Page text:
literary break-up letters. This fascinating article in The Atlantic features excerpts and background information from eight different writers penning their parting words to lovers, spouses, more-than-friends. Luminaries include Simone de Beauvoir (whose line I used in my post title), Virginia Woolf, Edith Wharton, Oscar Wilde, Mary Wollstonecraft, and more. They are wistful and so very real. Just the kind of real I needed at this time of cold, quiet beginnings. I hope your year is full of possibilities. And if there must be partings, let them be well-written.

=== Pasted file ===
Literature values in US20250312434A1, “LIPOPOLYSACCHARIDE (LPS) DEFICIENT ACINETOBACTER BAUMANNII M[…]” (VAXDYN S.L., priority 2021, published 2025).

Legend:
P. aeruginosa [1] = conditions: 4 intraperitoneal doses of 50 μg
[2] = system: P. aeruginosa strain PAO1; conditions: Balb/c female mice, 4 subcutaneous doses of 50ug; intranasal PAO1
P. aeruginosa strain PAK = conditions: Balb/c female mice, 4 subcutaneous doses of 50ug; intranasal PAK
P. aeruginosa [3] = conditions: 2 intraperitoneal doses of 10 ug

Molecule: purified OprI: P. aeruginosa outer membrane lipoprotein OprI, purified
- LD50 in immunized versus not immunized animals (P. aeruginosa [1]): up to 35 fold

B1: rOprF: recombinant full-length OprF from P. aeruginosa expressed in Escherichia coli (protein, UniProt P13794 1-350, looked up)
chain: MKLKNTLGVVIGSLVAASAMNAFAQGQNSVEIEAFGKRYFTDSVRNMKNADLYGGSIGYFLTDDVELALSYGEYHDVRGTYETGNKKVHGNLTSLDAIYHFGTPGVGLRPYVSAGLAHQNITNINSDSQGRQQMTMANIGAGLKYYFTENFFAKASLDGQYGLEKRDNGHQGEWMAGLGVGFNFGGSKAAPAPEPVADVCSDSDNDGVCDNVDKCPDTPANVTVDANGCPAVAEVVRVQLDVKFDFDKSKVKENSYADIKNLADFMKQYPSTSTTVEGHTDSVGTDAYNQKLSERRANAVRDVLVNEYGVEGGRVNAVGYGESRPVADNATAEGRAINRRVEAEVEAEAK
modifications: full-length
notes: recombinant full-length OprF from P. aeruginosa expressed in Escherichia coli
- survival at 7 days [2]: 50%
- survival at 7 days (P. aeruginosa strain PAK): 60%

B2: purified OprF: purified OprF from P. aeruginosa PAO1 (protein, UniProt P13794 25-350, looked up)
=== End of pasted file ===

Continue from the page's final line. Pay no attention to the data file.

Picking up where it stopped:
There's really very little to say, isn't there? I hope you are well, wherever you are. I hope that your loved ones are. I hope that you're finding small ways to stay afloat, to remain connected to something, someone, someplace (real or fictional) that sustains you. Dark and difficult times, indeed. I've rather been holding on to this review. I felt so much, so quickly, so irrevocably for this book that it rapidly became hard to talk about to anyone who hadn't read it. And so I hope I can do it justice, just barely enough justice that, if you haven't, you'll run right out and do so. Now is the perfect time. I feel strongly that this book is what you need in your life at this moment. And so. You might want to prepare yourselves. I'm about to wax rhapsodic. But first, and introductory excerpt: At the end of that session, Fay said, What if it's not what happened with this boy you regret, it's you? It's the you who you left behind. It's